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Cheating scandal rocks Naperville Central High

Officials of Naperville School District 203 are dealing with an apparently significant instance of cheating at Naperville Central High School, involving a recently inaugurated program that allows students to supplement traditional classroom lessons and exercises with their wireless telephones and other electronic communication devices.

Principal Bill Wiesbrook on Friday sent a letter to Naperville Central parents that acknowledged cheating had occurred there late last month. Wiesbrook did not identify the classroom or classrooms in which the cheating occurred or the number of students who were involved in it.

Administrators routinely cite district privacy policies in refusing to discuss with professional media such academic issues as cheating or disciplinary actions taken against students or faculty members.

But Wiesbrook met Monday with reporters for the Central Times, Naperville Central’s student newspaper, “to explain the events of that day and (discuss) the actions taken by the school,” the newspaper reported. The meeting took place after administrators discovered “significant findings of academic dishonesty and, in at least one case, drug-related involvement” on the parts of students, according to the Central Times account.

A student on Nov. 28 told the teacher of an AP Macroeconomics course other pupils were cheating on a test or were about to do so, the newspaper reported Tuesday. The instructor took that information to the schools’ deans.

“AP Macroeconomics is a class that pilots the ‘Bring Your Own Device’ program,” according to the Central Times article. It “allows students to use their cell phones or other electronic devices to supplement classroom activities.”

Following the teacher’s report of possible cheating, the deans interviewed the accused students and confiscated their wireless telephones, Wiesbrook told the paper. They learned “through the admission of some of the students and through what they found on the cell phones” that cheating had occurred, he said.

The instructor on Monday told her students “there’s cheating, it’s more than one class, and it’s more than one test,” according to the Central Times narrative. The teacher lamented the cheating made the Bring Your Own Device program “look like the stupidest idea ever,” the article stated.

Wiesbrook said the accused students consented to having their phones examined. That “helped determine the level and range of the cheating, including how many courses were involved and what assignments had been cheated on,” the newspaper reported.

The account did not indicate how many students allegedly took part in the cheating. But Wiesbrook and Assistant Principal for Curriculum Jackie Thornton “confirmed rumors that had been circulating about possible photos of drug usage or text message communications” concerning narcotics abuse and transactions.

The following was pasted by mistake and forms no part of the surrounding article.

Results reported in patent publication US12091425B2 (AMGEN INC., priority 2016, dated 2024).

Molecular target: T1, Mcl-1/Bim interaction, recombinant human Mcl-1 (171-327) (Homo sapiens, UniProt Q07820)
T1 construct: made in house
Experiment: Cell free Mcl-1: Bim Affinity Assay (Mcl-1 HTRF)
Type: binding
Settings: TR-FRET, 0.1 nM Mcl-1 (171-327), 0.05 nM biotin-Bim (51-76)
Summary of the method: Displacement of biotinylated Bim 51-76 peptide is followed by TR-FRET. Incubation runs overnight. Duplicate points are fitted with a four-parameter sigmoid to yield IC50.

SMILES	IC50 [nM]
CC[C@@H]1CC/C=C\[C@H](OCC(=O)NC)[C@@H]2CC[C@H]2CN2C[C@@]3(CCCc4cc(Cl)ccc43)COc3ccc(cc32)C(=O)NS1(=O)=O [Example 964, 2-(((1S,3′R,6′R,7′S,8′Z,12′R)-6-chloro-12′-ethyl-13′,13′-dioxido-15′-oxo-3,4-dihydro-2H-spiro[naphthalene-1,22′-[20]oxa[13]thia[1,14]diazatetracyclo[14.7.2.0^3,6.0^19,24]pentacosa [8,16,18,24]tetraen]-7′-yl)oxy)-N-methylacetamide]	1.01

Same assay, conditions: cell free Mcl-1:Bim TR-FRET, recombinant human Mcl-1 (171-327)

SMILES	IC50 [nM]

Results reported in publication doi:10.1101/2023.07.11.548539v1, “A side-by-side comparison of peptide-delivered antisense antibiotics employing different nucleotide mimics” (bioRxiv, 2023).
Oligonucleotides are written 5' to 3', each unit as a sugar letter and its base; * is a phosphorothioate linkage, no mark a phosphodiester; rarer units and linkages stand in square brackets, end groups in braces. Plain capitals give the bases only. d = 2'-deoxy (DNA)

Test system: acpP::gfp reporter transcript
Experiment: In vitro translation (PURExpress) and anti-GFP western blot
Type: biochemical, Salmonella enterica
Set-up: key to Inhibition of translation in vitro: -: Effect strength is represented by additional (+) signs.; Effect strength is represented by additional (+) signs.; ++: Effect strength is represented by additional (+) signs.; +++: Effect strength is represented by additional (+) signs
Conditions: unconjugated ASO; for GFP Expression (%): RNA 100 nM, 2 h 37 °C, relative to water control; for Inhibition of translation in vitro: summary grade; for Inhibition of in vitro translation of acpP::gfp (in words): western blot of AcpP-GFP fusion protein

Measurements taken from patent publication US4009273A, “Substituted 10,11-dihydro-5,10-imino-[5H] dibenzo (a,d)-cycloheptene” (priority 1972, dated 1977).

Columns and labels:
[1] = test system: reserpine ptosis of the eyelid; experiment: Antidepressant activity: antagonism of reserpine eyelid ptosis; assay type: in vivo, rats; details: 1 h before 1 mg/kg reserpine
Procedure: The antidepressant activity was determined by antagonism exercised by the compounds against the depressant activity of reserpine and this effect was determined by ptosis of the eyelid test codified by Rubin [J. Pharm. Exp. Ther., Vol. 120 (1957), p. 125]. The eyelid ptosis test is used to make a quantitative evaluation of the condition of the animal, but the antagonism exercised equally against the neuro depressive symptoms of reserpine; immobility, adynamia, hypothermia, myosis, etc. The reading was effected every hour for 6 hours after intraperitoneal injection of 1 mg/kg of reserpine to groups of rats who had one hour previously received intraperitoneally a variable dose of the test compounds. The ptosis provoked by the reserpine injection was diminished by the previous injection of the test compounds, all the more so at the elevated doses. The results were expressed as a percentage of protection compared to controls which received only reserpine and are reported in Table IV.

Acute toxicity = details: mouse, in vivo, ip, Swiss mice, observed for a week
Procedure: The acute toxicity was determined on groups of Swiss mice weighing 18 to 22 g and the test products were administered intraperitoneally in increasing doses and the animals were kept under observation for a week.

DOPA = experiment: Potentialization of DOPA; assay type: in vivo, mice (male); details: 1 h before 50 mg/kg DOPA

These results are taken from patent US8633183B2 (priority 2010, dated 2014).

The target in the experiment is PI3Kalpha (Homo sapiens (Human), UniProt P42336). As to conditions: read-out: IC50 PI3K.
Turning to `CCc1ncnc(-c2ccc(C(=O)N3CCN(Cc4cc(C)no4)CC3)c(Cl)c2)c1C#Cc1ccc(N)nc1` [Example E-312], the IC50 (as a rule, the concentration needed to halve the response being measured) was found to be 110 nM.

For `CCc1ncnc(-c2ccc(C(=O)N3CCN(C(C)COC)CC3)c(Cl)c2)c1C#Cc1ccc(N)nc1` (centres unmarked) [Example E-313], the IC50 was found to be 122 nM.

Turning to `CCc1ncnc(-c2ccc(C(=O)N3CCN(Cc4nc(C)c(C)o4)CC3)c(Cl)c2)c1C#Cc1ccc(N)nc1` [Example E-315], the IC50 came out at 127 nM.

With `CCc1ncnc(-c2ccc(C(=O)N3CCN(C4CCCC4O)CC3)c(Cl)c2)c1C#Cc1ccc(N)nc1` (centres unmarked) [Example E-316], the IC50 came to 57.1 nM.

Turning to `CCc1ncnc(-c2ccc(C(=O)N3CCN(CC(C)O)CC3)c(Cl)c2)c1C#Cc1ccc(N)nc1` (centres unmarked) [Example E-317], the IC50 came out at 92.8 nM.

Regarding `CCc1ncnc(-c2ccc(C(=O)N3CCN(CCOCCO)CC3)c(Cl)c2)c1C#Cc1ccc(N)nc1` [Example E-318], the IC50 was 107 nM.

“At least one of the phones contained some drug-related information,” the paper quoted Wiesbrook as saying. “I cannot confirm or deny that this included photographs.”

Disciplinary action is to be “determined on a case-by-case basis,” according to the article. Thornton said while the incident “could impact college admissions for some of the students involved ... I think it’s too early to know.”

Wiesbrook’s letter to parents confirmed that “concerns about student cheating at Naperville Central were recently brought to the attention of school staff by other students.”

“We commend these students for taking the appropriate action when they observed behavior that was frustrating and wrong,” Wiesbrook’s letter read in part. “Reporting suspicions of cheating is a form of academic integrity,” which is “critical to the culture of any school, and one of the core values of NCHS and our district.”

“The ramifications of academic dishonesty extend beyond the content of a single test, the sharing of a ‘few answers’ or the copying of someone else’s words, which is the lesson we want all students to understand.”

Wiesbrook said he encouraged parents to discuss with their children “the importance of acting with integrity in all things. It is better to be honest and fall short of a goal than to take an unethical shortcut and reach a goal. The end is not more important than the path taken to reach the end.”

“Students caught violating the school disciplinary code will receive the appropriate consequence, but the long-term ramifications of the decision to cheat can extend far past a student’s days at Central,” Wiesbrook wrote. “This is an important message that should be communicated together.”

Susan E. Rice, the district’s director of communications, did not immediately respond to The Sun’s late Friday request to speak to Wiesbrook about the Bring Your Own Device program, and to have him comment on the content of the Central Times story.

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